Stacey was pregnant with Cassandra when the expectant mother became ill due to the contaminated water. Cassandra later developed diabetes at age 2 and her doctors contributed the illness to her exposure — through Stacey — to Walkerton’s contaminated water.
“I got really ill and (the doctors) felt she got it too at birth,” said Diemert, who was unsuccessful in her bid to get compensation for her daughter’s illness.
“It (diabetes) hit her when she was two and I almost lost her. They weren’t able to prove it but when I got her tested, the doctors said part of it was because of the water and because I was so sick from it.”
Diemert’s husband Rick Smith also got sick during the contamination and like many people, could not work.
His inability to work and the drop in business eventually led to the couple selling their duct cleaning business.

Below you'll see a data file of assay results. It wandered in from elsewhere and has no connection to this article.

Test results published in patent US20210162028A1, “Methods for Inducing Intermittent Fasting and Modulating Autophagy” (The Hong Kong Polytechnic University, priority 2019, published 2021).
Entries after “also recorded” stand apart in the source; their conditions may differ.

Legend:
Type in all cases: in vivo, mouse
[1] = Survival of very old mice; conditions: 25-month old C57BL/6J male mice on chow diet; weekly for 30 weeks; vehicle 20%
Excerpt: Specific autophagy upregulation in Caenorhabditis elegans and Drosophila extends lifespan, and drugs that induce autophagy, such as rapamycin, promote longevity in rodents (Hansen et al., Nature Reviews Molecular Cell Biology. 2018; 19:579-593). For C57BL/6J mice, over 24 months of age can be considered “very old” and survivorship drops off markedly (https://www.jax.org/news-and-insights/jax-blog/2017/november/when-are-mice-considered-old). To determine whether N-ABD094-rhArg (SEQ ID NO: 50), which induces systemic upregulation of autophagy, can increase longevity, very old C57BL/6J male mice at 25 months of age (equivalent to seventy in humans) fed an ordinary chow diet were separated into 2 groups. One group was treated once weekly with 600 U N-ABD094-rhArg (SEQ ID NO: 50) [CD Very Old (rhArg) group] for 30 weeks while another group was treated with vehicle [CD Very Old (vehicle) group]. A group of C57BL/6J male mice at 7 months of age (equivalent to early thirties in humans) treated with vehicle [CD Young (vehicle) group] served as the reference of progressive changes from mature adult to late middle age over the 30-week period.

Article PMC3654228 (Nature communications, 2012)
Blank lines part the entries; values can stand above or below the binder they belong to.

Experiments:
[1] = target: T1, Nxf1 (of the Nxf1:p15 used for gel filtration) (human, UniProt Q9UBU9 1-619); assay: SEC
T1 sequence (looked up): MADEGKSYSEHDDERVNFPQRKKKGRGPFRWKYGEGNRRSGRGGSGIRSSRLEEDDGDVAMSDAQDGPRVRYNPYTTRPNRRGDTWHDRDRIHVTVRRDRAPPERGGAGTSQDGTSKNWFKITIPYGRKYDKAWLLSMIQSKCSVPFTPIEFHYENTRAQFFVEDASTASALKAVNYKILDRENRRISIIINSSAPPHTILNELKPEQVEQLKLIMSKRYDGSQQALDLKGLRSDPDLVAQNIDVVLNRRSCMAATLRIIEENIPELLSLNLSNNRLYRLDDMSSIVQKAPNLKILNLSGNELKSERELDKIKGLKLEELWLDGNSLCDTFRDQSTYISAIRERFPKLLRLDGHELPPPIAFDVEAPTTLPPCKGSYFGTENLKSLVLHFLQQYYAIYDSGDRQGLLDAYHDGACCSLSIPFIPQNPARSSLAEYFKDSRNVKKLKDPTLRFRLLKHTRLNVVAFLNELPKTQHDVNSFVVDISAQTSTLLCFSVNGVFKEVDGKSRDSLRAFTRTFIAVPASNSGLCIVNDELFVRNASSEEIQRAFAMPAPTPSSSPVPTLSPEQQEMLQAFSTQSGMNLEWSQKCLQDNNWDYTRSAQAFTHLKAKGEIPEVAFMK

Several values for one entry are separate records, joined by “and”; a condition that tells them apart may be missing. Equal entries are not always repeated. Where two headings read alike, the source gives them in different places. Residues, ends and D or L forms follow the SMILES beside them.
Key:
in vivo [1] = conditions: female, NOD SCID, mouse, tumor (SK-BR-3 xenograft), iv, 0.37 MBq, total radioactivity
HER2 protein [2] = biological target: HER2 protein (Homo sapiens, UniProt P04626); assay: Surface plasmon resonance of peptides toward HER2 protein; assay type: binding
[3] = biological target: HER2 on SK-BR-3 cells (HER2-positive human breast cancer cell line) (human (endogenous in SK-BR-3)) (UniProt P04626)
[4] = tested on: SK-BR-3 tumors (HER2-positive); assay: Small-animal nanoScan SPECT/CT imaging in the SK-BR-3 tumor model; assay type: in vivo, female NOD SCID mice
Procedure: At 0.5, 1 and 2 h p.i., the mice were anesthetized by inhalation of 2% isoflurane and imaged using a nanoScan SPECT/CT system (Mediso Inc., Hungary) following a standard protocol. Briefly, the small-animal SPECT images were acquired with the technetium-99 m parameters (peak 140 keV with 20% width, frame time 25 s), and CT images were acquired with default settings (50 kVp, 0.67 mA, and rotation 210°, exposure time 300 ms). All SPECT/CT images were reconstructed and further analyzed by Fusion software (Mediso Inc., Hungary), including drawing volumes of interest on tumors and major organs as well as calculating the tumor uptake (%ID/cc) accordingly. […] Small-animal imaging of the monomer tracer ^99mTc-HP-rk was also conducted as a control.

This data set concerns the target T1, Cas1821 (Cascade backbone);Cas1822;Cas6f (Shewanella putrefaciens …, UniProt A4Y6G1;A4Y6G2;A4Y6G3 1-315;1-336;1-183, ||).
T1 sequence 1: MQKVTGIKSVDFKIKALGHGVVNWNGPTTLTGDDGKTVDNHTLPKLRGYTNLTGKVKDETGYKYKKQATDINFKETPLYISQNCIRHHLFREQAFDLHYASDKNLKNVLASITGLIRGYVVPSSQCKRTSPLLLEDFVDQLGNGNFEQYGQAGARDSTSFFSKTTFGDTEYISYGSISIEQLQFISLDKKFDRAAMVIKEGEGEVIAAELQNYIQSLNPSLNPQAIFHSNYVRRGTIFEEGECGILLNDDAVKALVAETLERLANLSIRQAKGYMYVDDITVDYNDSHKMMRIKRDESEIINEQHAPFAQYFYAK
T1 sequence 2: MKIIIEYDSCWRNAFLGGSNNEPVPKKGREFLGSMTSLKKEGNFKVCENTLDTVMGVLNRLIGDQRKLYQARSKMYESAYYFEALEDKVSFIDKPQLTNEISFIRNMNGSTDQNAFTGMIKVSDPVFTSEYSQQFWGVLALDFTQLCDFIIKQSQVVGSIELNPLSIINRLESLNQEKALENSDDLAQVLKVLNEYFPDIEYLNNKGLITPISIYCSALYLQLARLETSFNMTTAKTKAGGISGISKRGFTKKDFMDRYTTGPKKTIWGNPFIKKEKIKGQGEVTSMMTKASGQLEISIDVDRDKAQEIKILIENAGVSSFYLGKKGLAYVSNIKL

“It got really slow and in a year or two after that we got rid of it,” said Diemert, who like many residents is amazed that it all took place 10 years ago.
“It seems like it was just like yesterday that everyone was sick.”
For residents in Walkerton, the water tragedy lives in their mind every day.
Even if they weren’t sick, they undoubtedly knew someone who was.
“I think it’s something that will live with you for the rest of your life,” said King. “Everyone knows where they were that (long weekend in May 2000) and what they did. It’s our JFK moment.”